Failing to declare a possible conflict of interest this week cost the job of a senior figure at one of Britain’s biggest institutions.
Charlotte Hogg, who was poised to become a deputy governor at the Bank of England, agreed to resign after she failed to disclose that her brother was employed at Barclays.
Her mistake, which came to light as Ms Hogg prepared to face Parliament’s Treasury Committee earlier this month, breached the bank’s code of conduct.
The case throws into sharp relief the importance of organisations of all sizes ensuring that staff adhere to corporate governance requirements at all times.
In her resignation letter, Ms Hogg – who had been at the bank since 2013 and had even been tipped to take over from incumbent governor Mark Carney – apologised for her omission.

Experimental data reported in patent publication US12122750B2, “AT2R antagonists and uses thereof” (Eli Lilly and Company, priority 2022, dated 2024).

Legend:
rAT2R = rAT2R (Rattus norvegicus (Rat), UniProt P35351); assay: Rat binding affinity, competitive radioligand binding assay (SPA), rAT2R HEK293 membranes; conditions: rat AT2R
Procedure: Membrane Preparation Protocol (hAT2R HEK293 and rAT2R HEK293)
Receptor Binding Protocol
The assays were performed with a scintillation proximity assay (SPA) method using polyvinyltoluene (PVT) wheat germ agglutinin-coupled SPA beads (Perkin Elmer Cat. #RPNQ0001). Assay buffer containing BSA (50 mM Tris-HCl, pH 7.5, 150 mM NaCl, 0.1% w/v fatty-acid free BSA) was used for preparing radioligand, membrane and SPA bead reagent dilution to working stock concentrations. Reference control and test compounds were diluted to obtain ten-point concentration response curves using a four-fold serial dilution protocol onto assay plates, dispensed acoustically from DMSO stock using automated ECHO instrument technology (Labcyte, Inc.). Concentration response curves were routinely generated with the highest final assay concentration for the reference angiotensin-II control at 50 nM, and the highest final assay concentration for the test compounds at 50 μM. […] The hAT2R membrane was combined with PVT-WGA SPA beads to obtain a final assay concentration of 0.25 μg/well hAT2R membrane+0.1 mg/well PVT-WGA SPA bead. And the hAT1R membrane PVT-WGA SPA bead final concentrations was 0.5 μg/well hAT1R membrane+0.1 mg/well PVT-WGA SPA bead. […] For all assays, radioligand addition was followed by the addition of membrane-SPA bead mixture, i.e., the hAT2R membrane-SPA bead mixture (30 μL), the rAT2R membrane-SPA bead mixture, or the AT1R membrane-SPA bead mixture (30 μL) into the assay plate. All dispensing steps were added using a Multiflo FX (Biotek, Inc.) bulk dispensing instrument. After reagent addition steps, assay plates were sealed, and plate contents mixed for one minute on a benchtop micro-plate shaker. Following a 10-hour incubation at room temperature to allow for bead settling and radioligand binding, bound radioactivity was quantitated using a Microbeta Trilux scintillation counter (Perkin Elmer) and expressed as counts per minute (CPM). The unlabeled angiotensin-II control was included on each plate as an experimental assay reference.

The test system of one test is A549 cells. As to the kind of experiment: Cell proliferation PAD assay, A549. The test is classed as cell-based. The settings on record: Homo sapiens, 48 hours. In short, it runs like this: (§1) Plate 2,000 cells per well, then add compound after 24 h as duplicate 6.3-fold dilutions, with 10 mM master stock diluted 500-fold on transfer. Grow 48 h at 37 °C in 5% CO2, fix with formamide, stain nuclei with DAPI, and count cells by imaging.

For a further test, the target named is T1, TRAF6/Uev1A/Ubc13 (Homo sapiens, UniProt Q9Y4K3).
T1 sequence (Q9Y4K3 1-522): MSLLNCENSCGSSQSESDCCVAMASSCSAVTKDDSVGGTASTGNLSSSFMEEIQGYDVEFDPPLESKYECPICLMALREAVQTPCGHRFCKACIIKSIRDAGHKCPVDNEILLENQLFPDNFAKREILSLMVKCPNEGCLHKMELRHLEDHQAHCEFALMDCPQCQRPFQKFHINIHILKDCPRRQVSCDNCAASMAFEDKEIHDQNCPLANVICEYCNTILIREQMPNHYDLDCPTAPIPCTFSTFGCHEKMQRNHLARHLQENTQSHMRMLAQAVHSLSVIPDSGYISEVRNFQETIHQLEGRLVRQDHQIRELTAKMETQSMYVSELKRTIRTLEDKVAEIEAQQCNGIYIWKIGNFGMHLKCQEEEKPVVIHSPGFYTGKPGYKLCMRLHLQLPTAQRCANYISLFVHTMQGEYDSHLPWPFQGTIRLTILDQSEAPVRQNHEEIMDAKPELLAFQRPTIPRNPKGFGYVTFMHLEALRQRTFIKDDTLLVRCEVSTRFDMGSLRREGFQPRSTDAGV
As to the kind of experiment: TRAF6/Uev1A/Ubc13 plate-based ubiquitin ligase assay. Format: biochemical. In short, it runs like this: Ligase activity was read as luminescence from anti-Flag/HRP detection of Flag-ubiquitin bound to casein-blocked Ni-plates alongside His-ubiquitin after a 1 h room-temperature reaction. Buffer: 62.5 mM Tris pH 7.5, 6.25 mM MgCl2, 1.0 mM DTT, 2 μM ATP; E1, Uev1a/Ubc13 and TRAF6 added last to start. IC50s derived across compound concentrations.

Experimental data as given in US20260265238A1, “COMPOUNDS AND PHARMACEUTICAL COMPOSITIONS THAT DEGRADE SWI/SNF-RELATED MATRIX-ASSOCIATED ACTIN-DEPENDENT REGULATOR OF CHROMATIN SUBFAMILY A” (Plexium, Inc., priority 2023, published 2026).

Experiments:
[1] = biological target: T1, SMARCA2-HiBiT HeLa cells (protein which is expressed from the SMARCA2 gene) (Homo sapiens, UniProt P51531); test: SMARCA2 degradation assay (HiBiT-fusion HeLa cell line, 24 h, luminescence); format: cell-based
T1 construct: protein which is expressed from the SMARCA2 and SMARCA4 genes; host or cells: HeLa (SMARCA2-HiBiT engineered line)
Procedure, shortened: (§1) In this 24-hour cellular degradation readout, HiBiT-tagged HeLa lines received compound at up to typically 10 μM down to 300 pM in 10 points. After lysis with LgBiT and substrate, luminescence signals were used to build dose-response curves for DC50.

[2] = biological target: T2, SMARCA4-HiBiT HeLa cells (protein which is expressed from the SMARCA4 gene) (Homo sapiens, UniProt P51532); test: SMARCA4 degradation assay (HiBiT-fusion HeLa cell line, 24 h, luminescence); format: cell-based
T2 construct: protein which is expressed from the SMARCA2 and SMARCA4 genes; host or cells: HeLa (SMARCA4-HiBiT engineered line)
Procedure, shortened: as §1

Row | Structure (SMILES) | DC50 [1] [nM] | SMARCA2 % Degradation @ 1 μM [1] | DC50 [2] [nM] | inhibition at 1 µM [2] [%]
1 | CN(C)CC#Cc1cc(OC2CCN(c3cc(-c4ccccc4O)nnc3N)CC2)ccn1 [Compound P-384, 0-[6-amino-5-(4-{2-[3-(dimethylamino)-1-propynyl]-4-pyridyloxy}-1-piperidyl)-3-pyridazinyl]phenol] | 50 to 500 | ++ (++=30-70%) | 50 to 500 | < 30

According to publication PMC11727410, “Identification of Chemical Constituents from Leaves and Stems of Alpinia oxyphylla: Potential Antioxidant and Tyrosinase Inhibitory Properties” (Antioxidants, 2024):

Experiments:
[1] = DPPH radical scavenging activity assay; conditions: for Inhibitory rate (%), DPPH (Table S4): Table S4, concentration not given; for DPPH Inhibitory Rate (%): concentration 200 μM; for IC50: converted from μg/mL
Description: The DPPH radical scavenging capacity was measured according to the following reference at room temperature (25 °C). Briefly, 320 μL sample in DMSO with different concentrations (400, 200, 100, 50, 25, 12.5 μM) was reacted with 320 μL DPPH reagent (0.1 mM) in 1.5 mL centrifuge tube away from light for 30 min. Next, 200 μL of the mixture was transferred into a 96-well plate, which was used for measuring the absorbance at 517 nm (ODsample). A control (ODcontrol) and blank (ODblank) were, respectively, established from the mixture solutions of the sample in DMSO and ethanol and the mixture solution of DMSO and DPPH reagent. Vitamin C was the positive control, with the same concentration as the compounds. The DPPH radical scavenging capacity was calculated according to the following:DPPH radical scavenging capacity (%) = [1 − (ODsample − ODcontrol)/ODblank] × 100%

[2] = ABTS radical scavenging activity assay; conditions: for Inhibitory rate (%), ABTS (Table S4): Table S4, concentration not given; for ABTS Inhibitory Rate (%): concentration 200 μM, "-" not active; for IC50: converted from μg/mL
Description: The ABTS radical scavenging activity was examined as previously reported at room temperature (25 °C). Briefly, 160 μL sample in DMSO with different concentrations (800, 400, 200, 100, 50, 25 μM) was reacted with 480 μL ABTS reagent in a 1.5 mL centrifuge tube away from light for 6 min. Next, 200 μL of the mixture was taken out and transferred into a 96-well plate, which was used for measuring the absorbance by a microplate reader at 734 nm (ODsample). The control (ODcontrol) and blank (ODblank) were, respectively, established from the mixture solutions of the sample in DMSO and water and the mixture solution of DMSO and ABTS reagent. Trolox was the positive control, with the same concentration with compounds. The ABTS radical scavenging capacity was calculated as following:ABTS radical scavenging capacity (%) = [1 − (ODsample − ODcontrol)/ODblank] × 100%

“It was an honest mistake: I have made no secret of my brother’s job – indeed it was I who informed the Treasury Select Committee of it, before my hearing,” she said.
“But I fully accept it was a mistake, made worse by the fact that my involvement in drafting the policy made it incumbent on me to get all my own declarations absolutely right.”
The Bank now intends to tighten up its code of conduct, which Ms Hogg had previously helped to shape.
Andrew Tyrie, the chairman of the Treasury Committee, said: “This is a regrettable business with no winners. Ms Hogg has acted in the best interest of the institution for which she has been working. This is welcome.
“It is also welcome that the Bank has responded immediately by announcing an internal review.”